Your home's drain pipes see a whole lot of use. After all, everything that you put down the drain or flush down the toilet eventually ends up running through the main drain line. Everything from hair to grease and even food residue can build up in the drains, leading to clogs that can even cause major plumbing backups. The first line of defense against these types of problems is your own behaviors. The more attentive you are to your drain pipes and what goes down them, the less likely you'll be to have a problem in the future. Here are some tips to help you care for your home's drains.
Drain the Grease Elsewhere
The drain may seem like the easiest place to dispose of your grease. Unfortunately, pouring grease down your drains is only going to lead to disaster. The grease will harden and solidify as it cools on its way through your drain pipes, which creates a buildup that's eventually going to clog the lines. You may have heard that you can avoid this problem by running hot water down the drain with it. Unfortunately, that hot water cools as it runs down the pipe, and along with it – the grease. It doesn't prevent the clog, it just shifts it further down into your pipes.
To avoid this, pour your grease into a disposable can or jar. When it hardens, you can throw it away. Or, if you're looking for a way to reduce your waste, save cooking grease like that from bacon, store it in the refrigerator and re-use it when you're making other dishes later.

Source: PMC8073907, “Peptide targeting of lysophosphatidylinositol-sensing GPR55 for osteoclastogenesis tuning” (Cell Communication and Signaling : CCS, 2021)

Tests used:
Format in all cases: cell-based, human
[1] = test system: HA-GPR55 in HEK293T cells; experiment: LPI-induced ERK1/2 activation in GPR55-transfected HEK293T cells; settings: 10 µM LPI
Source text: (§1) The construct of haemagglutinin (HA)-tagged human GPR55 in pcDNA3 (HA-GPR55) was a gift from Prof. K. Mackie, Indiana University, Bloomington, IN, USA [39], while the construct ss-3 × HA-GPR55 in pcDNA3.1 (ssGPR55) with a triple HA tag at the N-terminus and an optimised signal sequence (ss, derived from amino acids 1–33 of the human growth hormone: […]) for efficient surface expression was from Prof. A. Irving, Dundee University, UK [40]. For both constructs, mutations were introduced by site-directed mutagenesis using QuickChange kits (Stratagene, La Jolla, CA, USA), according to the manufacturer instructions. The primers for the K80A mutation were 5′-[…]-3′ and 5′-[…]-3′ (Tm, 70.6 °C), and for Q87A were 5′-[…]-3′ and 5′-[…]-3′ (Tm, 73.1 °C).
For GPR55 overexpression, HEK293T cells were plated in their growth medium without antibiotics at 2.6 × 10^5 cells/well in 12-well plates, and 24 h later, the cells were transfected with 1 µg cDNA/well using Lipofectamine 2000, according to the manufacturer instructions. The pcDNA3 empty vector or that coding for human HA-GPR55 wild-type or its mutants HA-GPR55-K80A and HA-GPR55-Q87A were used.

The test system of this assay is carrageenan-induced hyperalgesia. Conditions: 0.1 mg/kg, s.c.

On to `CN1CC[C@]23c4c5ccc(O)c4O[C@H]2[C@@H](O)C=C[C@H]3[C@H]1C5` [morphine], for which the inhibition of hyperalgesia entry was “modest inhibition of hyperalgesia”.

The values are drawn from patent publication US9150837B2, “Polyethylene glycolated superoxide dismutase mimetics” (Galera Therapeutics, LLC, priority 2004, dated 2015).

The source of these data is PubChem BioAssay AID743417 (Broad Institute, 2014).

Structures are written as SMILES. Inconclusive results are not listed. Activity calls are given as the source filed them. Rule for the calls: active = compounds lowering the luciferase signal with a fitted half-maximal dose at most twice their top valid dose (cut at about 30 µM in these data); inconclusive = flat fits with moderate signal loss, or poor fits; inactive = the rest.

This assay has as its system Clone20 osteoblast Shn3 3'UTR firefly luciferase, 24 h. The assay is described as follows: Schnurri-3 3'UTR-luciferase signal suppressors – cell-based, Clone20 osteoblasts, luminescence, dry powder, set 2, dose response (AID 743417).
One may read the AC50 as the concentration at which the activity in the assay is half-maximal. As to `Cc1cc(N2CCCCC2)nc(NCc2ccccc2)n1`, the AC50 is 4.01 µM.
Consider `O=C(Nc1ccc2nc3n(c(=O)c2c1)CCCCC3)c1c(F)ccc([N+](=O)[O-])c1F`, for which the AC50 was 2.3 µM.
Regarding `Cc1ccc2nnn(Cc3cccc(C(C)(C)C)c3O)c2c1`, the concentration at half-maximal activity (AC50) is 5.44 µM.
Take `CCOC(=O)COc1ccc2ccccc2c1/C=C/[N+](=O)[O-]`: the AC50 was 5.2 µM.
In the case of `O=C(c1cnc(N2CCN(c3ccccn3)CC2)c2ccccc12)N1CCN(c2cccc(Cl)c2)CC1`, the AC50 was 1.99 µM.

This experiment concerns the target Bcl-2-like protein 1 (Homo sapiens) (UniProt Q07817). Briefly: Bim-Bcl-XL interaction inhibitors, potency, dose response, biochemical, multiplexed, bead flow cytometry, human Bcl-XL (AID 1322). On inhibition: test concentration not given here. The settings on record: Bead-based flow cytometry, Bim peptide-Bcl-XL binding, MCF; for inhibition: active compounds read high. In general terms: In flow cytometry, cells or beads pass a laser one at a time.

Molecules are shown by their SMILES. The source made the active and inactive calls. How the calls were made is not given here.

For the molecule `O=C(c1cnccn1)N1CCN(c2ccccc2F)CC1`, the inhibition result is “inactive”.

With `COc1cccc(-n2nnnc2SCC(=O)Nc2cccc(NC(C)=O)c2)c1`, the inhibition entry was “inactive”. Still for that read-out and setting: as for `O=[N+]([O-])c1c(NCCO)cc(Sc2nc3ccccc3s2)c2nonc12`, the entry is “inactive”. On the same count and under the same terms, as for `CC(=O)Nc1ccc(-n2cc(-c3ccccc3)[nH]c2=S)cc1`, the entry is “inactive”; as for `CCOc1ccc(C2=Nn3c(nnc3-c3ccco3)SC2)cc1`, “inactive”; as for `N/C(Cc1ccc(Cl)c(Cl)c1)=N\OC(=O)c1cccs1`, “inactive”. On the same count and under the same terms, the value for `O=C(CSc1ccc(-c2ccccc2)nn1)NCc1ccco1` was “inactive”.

Be Attentive to Your Disposal
Garbage disposals are often overlooked as a source of plumbing problems. After all, it's buried inside your drain, out of sight, and probably not used very often. That doesn't mean it isn't prone to problems. Garbage disposals, like any other motor-driven component, are prone to malfunction and failure. When a disposal fails, it can lead to clogs and drain problems.
Don't ever put food in the disposal without running it. If you put food in the disposal without turning it on, it may cake onto the blades and jam the disposal. Keep the water running for several seconds after you hear the grinding stop, then turn the disposal off. The water flushes away any residual particles stuck on the blades. Also, avoid stringy foods, peels and coffee grounds in the disposal, because they can actually cause the disposal to bind up.
Add Screens to Keep Particles Out
Drain screens are one of the most inexpensive ways to protect your home's drains from clogs. They are small screens that fit over the drain to keep particles and hair from reaching your plumbing. You can find them in many styles, from recessed screens to fit deep drains to flat ones to sit over shower or floor drains. Just make sure you clean each one out regularly so that you don't end up slowing your water flow.
While you're adding screens to the water drains, don't overlook your washing machine drain hose. A screen on the drain line of your washer will help prevent sediment from clogging the washer pump or causing clogs in your plumbing system. Washing machine drain screens are disposable, so just swap it out every month or so, or any time it seems full of debris.
As you can see, there are steps you can take on your own to be proactive about protecting your home's drain pipes. If you follow the tips presented here, you'll be less likely to have plumbing backups. For the most effective plumbing protection, talk with your local plumber to evaluate your pipes and help you deal with any other vulnerabilities before they lead to serious clogs.
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